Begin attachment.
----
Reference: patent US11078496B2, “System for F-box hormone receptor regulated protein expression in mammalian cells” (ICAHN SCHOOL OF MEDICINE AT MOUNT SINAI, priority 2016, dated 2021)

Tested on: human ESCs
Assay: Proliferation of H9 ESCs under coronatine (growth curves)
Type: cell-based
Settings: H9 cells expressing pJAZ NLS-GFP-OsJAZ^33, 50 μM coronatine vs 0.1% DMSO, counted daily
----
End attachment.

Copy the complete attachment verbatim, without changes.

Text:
Reference: patent US11078496B2, “System for F-box hormone receptor regulated protein expression in mammalian cells” (ICAHN SCHOOL OF MEDICINE AT MOUNT SINAI, priority 2016, dated 2021)

Tested on: human ESCs
Assay: Proliferation of H9 ESCs under coronatine (growth curves)
Type: cell-based
Settings: H9 cells expressing pJAZ NLS-GFP-OsJAZ^33, 50 μM coronatine vs 0.1% DMSO, counted daily